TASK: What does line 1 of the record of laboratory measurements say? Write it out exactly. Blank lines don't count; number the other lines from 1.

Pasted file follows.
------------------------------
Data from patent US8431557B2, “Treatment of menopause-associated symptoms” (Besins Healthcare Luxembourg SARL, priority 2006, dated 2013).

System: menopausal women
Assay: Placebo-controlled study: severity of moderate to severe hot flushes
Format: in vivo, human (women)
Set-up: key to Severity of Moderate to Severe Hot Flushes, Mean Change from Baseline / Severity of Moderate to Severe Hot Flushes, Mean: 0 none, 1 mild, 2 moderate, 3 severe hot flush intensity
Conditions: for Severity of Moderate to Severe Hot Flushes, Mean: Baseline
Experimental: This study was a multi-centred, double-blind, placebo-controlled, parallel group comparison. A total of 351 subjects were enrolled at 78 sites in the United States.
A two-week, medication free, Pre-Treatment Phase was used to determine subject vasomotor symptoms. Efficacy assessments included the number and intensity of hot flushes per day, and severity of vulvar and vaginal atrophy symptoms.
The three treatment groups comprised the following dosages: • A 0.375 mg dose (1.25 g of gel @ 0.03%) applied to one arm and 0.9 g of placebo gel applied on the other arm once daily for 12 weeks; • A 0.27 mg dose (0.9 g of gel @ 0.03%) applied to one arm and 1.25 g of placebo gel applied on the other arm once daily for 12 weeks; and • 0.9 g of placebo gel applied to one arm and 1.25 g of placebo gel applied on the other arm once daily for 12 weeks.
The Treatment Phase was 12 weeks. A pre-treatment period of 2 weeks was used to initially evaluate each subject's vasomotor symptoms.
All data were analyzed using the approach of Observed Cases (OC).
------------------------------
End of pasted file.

Data from patent US8431557B2, “Treatment of menopause-associated symptoms” (Besins Healthcare Luxembourg SARL, priority 2006, dated 2013).